Sunfire, a Dresden-based high-tech firm, intends to increase its investment in the growing hydrogen industry.
The German news agency’s executive director, Nils Aldag, stated that over 100 million euros in investments are planned. Subsidies would also be available. The business aims to develop a new facility and electrolysers for hydrogen generation in the next year and a half. The plants should have a 500 MW output in the first stage. Sunfire also plans to expand its workforce to more than 400 workers by 2023, from the present 260.
According to Aldag, the specific location of the new facility has yet to be determined. “The final choice on where to hold the event has yet to be made.” However, the Sunfire CEO underlined that such an industrial plant could not be erected in the heart of a city. As a result, research and development should continue to take place in Dresden, which is adjacent to the Technical University (TU) and organizations like Fraunhofer.
In Saxony, hydrogen already plays a significant role, and the Free State has numerous initiatives in the European hydrogen alliance. Sunfire is part of the “H2-Sara” network, which will develop electrolysers and fuel cell manufacturing systems. In the “LHyVe” project, a complete value chain of green hydrogen will be developed in the Leipzig region, from production to storage and transportation to ultimate consumption, and will be networked with other European initiatives. According to the Federal Ministry of Economics, the German government has invested more than eight billion euros in 62 hydrogen projects.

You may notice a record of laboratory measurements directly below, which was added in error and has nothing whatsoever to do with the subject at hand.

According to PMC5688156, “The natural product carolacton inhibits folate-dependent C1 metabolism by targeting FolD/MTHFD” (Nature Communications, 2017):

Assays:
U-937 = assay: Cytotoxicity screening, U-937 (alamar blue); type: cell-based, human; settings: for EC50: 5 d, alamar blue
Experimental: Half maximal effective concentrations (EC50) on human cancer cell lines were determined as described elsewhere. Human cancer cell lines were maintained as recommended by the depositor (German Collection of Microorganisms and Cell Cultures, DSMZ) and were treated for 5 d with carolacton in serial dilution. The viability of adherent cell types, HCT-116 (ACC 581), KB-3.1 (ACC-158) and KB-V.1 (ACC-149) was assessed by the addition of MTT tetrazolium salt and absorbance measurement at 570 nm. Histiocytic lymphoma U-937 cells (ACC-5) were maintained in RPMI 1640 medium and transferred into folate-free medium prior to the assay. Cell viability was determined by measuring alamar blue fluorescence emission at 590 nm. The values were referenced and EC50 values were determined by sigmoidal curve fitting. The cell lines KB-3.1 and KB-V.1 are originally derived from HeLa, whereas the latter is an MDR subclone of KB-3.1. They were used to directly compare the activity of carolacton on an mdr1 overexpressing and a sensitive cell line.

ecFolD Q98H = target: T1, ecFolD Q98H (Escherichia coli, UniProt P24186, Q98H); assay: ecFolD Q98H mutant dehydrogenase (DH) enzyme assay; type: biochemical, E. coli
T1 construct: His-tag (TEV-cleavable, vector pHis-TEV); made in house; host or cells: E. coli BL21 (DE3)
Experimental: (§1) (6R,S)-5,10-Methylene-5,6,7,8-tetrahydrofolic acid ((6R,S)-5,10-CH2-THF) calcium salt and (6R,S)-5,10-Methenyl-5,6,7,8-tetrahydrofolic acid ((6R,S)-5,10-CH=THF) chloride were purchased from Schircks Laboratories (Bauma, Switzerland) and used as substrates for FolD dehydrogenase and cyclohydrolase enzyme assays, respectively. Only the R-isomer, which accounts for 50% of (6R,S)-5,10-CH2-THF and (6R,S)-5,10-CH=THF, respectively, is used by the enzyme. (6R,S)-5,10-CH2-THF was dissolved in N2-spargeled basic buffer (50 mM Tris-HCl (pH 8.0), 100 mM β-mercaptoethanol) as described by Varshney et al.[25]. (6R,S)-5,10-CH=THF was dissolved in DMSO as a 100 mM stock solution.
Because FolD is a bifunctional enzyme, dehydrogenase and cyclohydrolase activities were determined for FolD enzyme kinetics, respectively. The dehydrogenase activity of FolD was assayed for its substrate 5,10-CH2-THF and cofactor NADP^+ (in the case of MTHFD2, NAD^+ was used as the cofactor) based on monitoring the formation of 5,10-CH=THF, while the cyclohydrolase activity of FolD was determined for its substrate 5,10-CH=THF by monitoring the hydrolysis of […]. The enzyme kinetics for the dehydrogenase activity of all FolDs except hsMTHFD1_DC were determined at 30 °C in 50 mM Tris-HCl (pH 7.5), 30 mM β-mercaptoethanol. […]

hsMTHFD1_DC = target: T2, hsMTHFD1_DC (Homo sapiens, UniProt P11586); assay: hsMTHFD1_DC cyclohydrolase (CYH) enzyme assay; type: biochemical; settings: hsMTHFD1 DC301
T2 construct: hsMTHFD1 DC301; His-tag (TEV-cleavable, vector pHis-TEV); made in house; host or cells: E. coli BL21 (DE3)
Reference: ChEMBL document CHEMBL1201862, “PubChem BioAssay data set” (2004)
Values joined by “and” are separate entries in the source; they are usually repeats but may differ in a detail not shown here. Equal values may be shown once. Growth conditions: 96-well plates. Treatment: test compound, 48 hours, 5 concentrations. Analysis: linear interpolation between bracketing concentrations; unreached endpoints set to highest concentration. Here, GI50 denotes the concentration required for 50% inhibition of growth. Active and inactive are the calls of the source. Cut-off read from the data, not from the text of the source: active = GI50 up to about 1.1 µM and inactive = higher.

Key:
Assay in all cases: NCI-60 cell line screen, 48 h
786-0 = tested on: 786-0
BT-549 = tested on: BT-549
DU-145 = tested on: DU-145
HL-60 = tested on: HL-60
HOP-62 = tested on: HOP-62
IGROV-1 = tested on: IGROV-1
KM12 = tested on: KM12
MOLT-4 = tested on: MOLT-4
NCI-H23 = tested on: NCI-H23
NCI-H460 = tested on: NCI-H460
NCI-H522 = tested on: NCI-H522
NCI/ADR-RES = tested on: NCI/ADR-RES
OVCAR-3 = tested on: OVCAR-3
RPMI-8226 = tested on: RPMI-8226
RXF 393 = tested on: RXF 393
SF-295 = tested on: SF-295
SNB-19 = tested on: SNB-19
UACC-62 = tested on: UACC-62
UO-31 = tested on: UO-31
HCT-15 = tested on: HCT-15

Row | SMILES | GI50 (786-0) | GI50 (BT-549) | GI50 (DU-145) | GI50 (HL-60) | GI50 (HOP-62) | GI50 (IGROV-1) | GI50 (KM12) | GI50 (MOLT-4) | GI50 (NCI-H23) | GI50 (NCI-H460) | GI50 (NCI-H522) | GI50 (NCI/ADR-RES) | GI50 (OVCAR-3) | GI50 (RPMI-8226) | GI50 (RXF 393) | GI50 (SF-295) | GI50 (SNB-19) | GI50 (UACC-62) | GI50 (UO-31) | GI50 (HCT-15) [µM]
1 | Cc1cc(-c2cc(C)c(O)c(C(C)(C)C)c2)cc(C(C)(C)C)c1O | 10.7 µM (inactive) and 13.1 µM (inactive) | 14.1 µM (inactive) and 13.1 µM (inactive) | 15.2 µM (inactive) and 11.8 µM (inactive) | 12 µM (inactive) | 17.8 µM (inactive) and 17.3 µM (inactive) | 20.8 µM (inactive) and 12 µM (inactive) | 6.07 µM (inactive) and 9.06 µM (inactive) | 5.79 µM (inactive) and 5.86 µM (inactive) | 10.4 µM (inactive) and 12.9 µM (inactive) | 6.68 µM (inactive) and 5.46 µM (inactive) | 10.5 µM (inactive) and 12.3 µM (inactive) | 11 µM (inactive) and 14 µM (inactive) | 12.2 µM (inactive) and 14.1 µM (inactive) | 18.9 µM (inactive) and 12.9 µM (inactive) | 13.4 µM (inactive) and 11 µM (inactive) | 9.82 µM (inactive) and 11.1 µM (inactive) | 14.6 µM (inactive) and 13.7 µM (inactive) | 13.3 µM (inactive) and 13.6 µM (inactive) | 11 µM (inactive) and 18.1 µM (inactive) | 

Sunfire began with the intention of employing the so-called power-to-liquid process to synthesize gasoline, diesel, or kerosene. Hydrogen is produced in the initial phase of this process, and then further developed via synthesis. Sunfire eventually began to grow and create the heart of hydrogen generation through corporate takeovers. The issue of hydrogen has acquired so much traction in the last year that we are now focusing solely on it, according to the report.
Sunfire intends to compete with other electrolysis system manufacturers like as Siemens, Linde / ITM, and Thyssenkrupp on the market. Aldag believes that the steel industry, as well as the aviation and shipping industries, will benefit from hydrogen utilization. Sunfire has completed around 70 projects in 24 countries to far, but does not yet produce on a big scale.
The issue with electrolysers is that they require a lot of power that is as green as feasible. According to Aldag, Germany does not currently have enough renewable energy electricity to meet this need. “We need to take the systems to locations where green power is cheap and plentiful and transform it into a transportable commodity,” says the researcher. Countries like Denmark, Sweden, and Norway were mentioned by the Sunfire CEO. With the aid of hydrogen, iron ore might be transformed into “clean” steel pellets, which could then be sent back to Germany for use in the steel industry. Aldag is certain that this can be accomplished in two to three years.